Creating quantum superposition states of bodies with increasing mass and complexity is an exciting and important challenge. Demonstrating such superpositions is vital for understanding how classical observations arise from the underlying quantum physics. Here, we discuss how recent progress in macromolecule interferometry can be combined with the state of the art in cluster physics to push the mass record for matter-wave interference with wide state separation by 3 to 4 orders of magnitude. We show how near-field interferometers in different configurations can achieve this goal for a wide range of particle materials with strongly varying properties. This universality will become important in advanced tests of wave function collapse and of other modifications of quantum mechanics, as well as in the search for light dark matter and in tests of gravity with composite quantum systems.
A. Historical context and state of the art
Louis de Broglie's hypothesis1 that even massive particles have an associated wavelength inspired Erwin Schrödinger's formulation of quantum wave mechanics.2 Key aspects of the theory were experimentally confirmed soon after its publication, with the diffraction of electrons in 1927,3,4 helium atoms and hydrogen molecules in 1930,5 and neutrons in 1936.6 Coherent beamsplitters for atoms were developed 50 years later,7–13 giving rise to the now-mature field of atom interferometry.14,15 Atom interferometry has found applications in precision gravimetry, with applications in geodesy, prospection of natural resources, and inertial navigation. On the more fundamental side, it has been used in tests of general relativity,16,17,95 searches for dark matter18 and dark energy,19,20 and precision measurements of fundamental constants.21,22
In this contribution, we explore methods to create superpositions of objects that are larger, more massive and more complex than single atoms or dimers. This research program began with a far-field diffraction of the fullerenes C60 and C70,23 followed by the realization of a Talbot–Lau Interferometer (TLI),24 a Kapitza–Dirac–Talbot–Lau interferometer for large organic molecules,25 and time-domain interferometry with pulsed photo-depletion gratings.26 The most massive particles to exhibit quantum interference to date are functionalized oligoporphyrins with a mass of 27 kDa, consisting of nearly 2000 atoms.27 This was achieved in the Long-baseline Universal Matter-wave Interferometer (LUMI), a two-meter baseline Talbot–Lau scheme, which combines features of several previous experiments.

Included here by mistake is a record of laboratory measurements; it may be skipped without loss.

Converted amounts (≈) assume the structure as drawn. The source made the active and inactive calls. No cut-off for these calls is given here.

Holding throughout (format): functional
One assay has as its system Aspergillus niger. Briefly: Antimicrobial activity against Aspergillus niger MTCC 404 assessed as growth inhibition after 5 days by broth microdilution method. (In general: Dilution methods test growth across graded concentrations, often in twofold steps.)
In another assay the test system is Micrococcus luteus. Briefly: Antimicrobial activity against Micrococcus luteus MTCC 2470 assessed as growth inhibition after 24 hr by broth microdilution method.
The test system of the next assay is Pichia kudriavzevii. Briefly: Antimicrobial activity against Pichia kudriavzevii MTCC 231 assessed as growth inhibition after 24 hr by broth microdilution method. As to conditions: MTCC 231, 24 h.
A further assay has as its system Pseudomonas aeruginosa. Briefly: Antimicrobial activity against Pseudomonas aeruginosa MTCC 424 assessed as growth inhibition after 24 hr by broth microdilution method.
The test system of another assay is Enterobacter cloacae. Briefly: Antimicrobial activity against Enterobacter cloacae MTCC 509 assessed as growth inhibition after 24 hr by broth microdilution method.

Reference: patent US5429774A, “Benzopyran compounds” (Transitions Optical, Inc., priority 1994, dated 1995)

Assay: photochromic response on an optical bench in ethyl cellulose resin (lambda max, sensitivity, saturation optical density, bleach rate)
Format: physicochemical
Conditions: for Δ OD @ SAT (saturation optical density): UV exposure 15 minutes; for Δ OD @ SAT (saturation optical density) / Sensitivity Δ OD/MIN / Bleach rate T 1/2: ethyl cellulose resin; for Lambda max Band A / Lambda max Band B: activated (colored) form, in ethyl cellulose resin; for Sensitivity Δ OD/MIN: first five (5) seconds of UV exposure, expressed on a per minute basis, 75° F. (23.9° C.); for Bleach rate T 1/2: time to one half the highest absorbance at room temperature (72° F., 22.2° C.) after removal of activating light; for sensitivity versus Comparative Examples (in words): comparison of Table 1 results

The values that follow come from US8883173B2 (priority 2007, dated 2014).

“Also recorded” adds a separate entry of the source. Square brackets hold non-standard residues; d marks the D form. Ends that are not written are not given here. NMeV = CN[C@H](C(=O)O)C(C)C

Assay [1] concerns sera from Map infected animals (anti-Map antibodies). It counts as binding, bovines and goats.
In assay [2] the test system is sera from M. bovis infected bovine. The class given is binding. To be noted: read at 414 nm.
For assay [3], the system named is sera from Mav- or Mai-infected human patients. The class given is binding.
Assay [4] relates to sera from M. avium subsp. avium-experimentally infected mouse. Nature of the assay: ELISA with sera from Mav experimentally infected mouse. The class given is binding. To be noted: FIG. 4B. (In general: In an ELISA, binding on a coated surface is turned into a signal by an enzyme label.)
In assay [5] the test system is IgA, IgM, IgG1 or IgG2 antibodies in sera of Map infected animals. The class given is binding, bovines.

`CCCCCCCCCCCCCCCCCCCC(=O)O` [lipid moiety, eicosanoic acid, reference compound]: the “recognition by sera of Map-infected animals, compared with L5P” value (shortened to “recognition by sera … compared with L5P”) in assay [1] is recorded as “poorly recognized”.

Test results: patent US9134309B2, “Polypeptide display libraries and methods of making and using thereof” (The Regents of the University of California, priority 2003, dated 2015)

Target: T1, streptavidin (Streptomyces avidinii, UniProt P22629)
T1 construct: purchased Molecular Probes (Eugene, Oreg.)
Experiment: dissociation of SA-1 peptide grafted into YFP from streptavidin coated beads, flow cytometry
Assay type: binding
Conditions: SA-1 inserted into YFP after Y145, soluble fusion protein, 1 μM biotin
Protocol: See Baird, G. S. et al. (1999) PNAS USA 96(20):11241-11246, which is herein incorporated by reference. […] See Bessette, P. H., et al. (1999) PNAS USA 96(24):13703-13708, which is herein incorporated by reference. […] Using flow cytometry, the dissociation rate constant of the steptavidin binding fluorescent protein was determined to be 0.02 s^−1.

LUMI holds the mass record among experiments in which delocalization is confirmed by subsequent matter-wave interference. Molecule interferometry is also the platform in which the most massive particles have been delocalized over a distance comparable to or larger than their size. There are also a growing number of experiments probing macroscopic quantum mechanics from a number of different angles, covering masses from atoms in superpositions as wide as half a meter28 to correlated modes of macroscopic objects as massive as 10 kg in the case of the mirrors of the LIGO (Laser Interferometer Gravitational-Wave Observatory) experiment.29 Enormous progress has also been made in gaining quantum control over mesoscopic particles, such as glass beads cooled to the quantum ground state of optical traps.30–32 There are also proposals for quantum experiments with massive superconducting spheres33 and nanodiamonds with implanted NV centers,34 the latter with a particular focus on tests of quantum gravity. One may also explore rotational rather than linear state space, with some conceptual and practical advantages.35,36 Such experiments and proposals are contributing to the rapid advances in testing quantum physics on an increasingly macroscopic scale.37,38